Remember that older entrepreneurs use logic, and younger entrepreneurs are more emotional. You know what sells? Emotion sells. Now, you’ve got to definitely be looking at the logical sides of business such as contracts, but emotions sell. Emotions speak to the heart, and logic speaks to the head.
Now when you’re speaking to a venture capitalist, they don’t care about how emotional you are. Pure logic is what matters in that case. So if you’re younger and reading this, don’t expect investors to be too emotional with you — they’re not. But there are a lot of benefits to being emotional.
For younger entrepreneurs, having nothing to lose is a very big edge.
Think about this. Who does the CIA hire? The person that’s got two kids and a wife, or the person that’s got nothing who is by themselves, with nothing to lose? The CIA and FBI wants to hire people with nothing to lose.
Entrepreneurship is similar. Sometimes people with a home and all kinds of other things are worried about losing them. That’s a challenge that older entrepreneurs face, that younger entrepreneurs don’t.
I’m not taking anyone’s side. I’m just telling you what your leverage is here. Age doesn’t matter.
The other day, I was listening to a 10-year-old kid play piano. Oh my gosh. I couldn’t believe how he played the piano. Now keep in mind, I’m three and a half times his age. Does age matter in the world of piano? No. It has nothing to do with age. So if somebody wanted to teach the other person about playing the piano, who’s going to teach you? The 10-year-old could teach me. Why? Time in service, not age is what matters. If he’s been playing the piano for six years and I’ve never played the piano, he’s the expert. I’m not. He teaches me and I listen. It doesn’t matter how old I am. I don’t even know how to read music.
The same principle applies to the world of business.
A common criticism of the younger generation is a lack of discipline.
So you’ve got to work on your discipline. Older entrepreneurs typically have more discipline because a lot more is on the line. Younger entrepreneurs typically have less discipline because not a lot is on the line. To you, if it doesn’t work out, it doesn’t work out. So I, as the customer need to be able to trust your discipline, that you’re going to come through, and you’re going to deliver, and you’re serious about it. I need to know that you’re not just going to go home and fool around with it. So work on your discipline.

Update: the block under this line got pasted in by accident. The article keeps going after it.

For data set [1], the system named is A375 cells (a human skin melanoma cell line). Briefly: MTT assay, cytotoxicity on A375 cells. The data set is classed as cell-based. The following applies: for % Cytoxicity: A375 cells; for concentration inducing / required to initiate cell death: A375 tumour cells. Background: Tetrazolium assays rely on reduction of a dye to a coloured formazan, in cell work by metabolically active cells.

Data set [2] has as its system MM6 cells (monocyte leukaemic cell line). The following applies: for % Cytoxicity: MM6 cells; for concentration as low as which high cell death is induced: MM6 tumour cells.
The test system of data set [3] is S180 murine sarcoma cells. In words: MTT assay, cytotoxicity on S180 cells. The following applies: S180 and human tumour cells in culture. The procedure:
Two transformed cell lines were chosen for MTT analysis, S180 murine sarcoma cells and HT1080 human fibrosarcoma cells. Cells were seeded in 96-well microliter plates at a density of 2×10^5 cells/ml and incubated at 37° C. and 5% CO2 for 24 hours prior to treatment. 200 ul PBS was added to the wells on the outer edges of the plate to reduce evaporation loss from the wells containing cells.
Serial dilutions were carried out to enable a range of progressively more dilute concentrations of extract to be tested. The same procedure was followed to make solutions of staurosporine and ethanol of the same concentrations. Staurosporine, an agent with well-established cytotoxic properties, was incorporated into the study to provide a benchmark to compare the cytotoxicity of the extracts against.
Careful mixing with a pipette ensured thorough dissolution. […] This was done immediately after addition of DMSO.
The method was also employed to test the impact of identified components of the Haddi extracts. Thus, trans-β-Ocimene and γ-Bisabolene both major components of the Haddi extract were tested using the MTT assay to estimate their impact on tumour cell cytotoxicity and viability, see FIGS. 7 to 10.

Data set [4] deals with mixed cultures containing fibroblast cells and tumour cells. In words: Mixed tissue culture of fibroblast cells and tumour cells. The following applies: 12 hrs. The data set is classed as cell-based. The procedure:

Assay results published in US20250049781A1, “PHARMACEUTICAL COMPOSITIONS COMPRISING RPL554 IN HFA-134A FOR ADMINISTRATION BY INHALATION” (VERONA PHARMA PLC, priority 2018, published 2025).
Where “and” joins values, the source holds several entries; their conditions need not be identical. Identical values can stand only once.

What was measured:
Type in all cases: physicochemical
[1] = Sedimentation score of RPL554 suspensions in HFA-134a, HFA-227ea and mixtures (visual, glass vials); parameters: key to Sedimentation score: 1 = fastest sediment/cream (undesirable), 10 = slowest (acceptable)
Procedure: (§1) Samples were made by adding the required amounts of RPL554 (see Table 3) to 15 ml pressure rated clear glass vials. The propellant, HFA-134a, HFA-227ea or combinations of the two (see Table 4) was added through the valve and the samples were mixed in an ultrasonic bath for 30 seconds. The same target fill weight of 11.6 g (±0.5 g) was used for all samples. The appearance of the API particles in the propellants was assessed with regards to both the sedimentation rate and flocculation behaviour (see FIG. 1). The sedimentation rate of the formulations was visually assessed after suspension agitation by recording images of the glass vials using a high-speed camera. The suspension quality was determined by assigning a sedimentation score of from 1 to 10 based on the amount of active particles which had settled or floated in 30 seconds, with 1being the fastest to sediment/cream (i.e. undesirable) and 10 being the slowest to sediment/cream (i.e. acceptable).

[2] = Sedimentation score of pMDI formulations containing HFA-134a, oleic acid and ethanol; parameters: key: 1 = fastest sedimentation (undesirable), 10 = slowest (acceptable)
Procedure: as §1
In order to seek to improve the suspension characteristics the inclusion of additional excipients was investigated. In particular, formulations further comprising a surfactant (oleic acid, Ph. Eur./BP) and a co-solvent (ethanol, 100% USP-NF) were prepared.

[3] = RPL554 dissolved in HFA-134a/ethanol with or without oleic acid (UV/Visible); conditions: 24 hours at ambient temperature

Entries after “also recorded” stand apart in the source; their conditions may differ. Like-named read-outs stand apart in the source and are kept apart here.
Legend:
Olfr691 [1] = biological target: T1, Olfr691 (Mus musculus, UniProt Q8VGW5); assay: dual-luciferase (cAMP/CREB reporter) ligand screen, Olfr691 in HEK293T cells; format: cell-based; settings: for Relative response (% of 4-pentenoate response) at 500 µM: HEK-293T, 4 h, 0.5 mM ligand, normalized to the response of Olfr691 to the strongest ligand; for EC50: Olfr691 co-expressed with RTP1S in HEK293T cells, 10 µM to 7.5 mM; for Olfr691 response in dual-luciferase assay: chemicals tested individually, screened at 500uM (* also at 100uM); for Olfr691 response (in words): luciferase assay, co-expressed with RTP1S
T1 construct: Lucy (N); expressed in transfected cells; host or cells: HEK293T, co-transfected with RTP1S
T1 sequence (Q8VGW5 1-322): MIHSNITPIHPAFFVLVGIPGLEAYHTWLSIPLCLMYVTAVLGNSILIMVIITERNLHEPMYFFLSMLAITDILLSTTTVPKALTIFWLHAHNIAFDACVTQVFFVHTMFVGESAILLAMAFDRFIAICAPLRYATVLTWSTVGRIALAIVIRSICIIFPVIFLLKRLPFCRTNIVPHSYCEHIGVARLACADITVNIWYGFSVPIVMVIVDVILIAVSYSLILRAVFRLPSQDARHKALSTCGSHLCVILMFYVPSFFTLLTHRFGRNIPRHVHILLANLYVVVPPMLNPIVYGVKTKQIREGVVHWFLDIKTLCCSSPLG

If you say you’re going to deliver, deliver on time, every time. Don’t just say it, deliver on it.
#3: Product Knowledge
Know everything about whatever you’re selling. Everything. Immerse yourself in your product. Get obsessed about learning every single thing about that product; learn the history, stories, facts, stats – everything you can about the product.
If you do this, when you come up to talk to me about your product I’ll say, “That guy knows what he’s talking about. That’s very impressive.”
And then last but not least, one of the biggest criticisms about the younger generation is laziness. I can’t tell you how many times you hear, “Oh, the younger generation doesn’t know about hard work.” You may be sick and tired of hearing this, but part of what people are saying about younger people being lazy is right. So guess what you should do? You should work very hard. Work double time. Work triple time. Outwork anybody that’s your competitor. Once you do that, no one is going to ask how old you are.
People aren’t thinking about how old you are. They’re thinking about how much you know, will you deliver, will you keep your word, how hard you’ll work, and if you know your product.
If you fill these needs, you’ll have an edge on the older person that is also trying to become an entrepreneur.